- Publisher: Bethesda Softworks
- Developer: Arkane Studios
- ESRB Rating: M (Mature)
- Genre: Role-Playing/First-Person Shooter
- Pros: Gorgeous Graphics, A-List Voice Work, Ambitious Gameplay
- Cons: Repetitive Missions, Dull Storytelling, Abundance of Trial-and-Error Gameplay
With echoes of “Deus Ex,” “Bioshock,” and “Assassin’s Creed,” you take on the role of Corvo Attano, a bodyguard to the Empress of Dunwall, a Victorian British whaling city with elements of Steampunk that has been overrun by the plague. You have just returned from a mission to investigate how to stop the disease when the Empress is killed in front of you, her daughter is stolen, and you are framed for the murder. After a hasty escape from jail, you’re united with a resistance front who task you with assassinating the key targets behind the reason for your downfall. The game is then comprised of story missions (with optional/side missions/objectives within them) in different settings around the city that change depending on how you accomplished the previous assignment. Leave a trail of bodies and make future assignments more difficult due to increased guard quantities and the rats that death brings. “Dishonored” is one of those games in which nearly every choice has a result and it could even be one you don’t realize until hours later.
“Dishonored” is what you make it. Some have reported it’s very short in length and those players simply must be using crossbow bolts, grenades, and bullets instead of stealth and ignoring side missions and general exploration. If you kill everything in front of you including the fish and rats, it probably won’t take you long. Others will explore for hours, even days, finding different paths from point A to point B and the game’s many, many secrets. “Dishonored” is the kind of game in which you come to a door that can’t be opened and you’re surprised since so much of the city can be explored. You can use a power to blink up to abandoned apartments to loot or sneak through the sewers to find people trying to live down there. In general, stealth requires high or low paths. Going through the middle leads to beheaded guards.
As the game progresses, “Dishonored” has echoes of RPG elements in that you can upgrade your equipment and switch out your supernatural skills. Combat doesn’t change drastically throughout the game but your new abilities can often give you new ways to avoid it. In one situation, I was on the upper floor of a party and had to get past four guards. Their rotation through the hallways was too precise to sneak by and I was discovered on multiple attempts, only bringing more guards and absolute chaos. I tried various options, including throwing bottles to get one to come, knocking him out, and trying to hide the body. Didn’t work. After some frustrating options, I landed on a brilliant scheme to use my Bend Time power to go all Neo (or Max Payne) on three of them standing together with my sleep darts.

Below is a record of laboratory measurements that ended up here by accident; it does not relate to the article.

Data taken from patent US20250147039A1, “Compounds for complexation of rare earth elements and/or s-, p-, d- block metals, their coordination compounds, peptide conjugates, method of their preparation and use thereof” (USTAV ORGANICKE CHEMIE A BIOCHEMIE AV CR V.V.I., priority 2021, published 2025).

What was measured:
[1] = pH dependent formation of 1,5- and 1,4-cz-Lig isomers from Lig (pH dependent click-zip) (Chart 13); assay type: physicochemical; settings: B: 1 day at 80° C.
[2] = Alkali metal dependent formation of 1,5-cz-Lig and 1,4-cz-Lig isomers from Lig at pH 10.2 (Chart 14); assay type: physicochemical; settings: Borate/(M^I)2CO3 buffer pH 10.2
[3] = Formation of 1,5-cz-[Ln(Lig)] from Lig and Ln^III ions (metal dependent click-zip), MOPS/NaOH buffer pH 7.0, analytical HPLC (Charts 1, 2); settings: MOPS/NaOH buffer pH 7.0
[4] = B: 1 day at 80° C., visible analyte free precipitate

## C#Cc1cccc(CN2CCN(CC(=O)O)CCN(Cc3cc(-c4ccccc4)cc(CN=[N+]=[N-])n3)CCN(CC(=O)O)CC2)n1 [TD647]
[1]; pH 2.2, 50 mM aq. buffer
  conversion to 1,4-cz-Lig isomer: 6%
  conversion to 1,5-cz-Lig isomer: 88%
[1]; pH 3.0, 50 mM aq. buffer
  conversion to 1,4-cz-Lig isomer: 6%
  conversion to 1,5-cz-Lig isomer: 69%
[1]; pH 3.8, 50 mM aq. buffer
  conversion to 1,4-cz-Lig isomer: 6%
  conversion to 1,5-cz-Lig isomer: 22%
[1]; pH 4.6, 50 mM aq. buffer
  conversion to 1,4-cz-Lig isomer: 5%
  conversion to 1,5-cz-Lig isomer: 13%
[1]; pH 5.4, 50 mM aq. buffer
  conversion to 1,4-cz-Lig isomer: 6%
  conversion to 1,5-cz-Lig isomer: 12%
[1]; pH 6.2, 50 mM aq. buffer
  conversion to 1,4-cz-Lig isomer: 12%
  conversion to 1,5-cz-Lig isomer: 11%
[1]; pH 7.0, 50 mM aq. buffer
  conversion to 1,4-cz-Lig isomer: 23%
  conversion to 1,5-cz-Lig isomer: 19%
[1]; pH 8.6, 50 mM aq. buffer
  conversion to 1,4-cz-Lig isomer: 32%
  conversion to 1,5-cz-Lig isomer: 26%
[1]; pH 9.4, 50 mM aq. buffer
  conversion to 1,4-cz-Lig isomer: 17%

I offer this “Dishonored” anecdote for two reasons, the different responses to it that have left me as conflicted on my overall reaction to Bethesda’s game as any in years. On one hand, there’s something incredibly satisfactory about figuring out an action-based puzzle after an hour of struggling with it. On the other, spending an hour trying to get past four guards is simply annoying. There are multiple times in “Dishonored” (unless you’re big on many saves) in which you’ll find yourself stuck in a situation that requires a ton of trial-and-error. There’s no way out, I’ll try A. And then B. And, eventually, H. I wished that “Dishonored” had more room for error and didn’t feel so often like I was trying to solve a puzzle that gave the illusion of multiple answers but really only had one or two that would keep me alive.
I also wish “Dishonored” had more variety in its gameplay when it comes to the mission structure. “Go find this guy. Kill him.” It’s often the optional objectives and exploration of the city of Dunwall (trying to find Runes, Bone Charms, and the hundreds of books & notes that can be read in your spare time) that’s more captivating than the actual missions. Too much of the story of "Dishonored" felt like it was being told to me in cut scenes instead of something I was actually experiencing. The gameplay here is stunningly ambitious and the setting is one of the best of the gaming year but they serve an overly familiar story.